SATORI RANCH by Mary Frisbee

SATORI RANCH

KIRKUS REVIEW

An artist investigating her parents’ disappearance finds herself immersed in the history of 1970s counterculture.

Trout Brooke, an orphan, receives a blindsiding call from police reporting the discovery of her hippie-parents’ remains in a Volkswagen bus on the grounds of an abandoned commune in the Oregon wilderness. Bewildered, Brooke launches her own inquiry into their deaths and lives—they disappeared from her life 30 years ago. Some preliminary snooping on Satori Ranch reveals the commune seemingly suspended in time after its abandonment, which leads to a larger, spookier mystery: What caused the commune's drastic demise? The winding course from this question to its twisted answer is long and not without its narrative bumps. Some crucial scenes creep forward with well-orchestrated suspense, while others only skim in a light after-the-fact summary. Still others swell with such detail that their imagery becomes difficult to decipher. Certain fanciful plot developments—like a private jet provided by a wealthy, aging relative of the commune’s founder; or Brooke’s steamy hotel encounter with a long-lost childhood friend, who's also a child of hippies—disrupt the flow of an otherwise emotionally engaging story. Distractions aside, the entertaining mystery focuses a colorfully tinted lens on the history of counterculture communes. Each chapter includes photocopies of pages from The Last Whole Earth Catalog, a righteous hippie zine from the ’60s and ’70s that took inventory of counterculture at the time. In these pages, it’s an eerie memento mori reminding Brooke of her parents’ fleeting culture and mortality, and her own.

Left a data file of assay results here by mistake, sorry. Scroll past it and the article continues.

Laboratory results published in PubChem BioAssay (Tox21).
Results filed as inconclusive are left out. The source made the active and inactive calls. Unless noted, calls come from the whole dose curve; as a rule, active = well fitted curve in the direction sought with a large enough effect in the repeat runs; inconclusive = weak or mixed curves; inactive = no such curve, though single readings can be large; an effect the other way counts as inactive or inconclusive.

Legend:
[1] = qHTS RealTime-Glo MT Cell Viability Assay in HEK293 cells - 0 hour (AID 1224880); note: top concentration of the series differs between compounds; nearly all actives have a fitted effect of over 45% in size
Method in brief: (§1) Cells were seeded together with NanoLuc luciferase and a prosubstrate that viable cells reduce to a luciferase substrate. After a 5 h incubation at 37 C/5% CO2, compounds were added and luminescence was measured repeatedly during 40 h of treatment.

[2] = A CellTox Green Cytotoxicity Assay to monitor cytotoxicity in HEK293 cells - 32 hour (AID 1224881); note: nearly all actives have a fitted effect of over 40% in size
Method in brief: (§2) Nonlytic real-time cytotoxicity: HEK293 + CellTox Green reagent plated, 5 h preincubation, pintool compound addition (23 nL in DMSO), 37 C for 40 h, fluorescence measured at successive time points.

Those longing for the groovier days will find equal parts suspense and whimsy in this nostalgia piece.

Pub Date: Sept. 7th, 2011
Page count: 324pp
Publisher: Mary Frisbee
Program: Kirkus Indie
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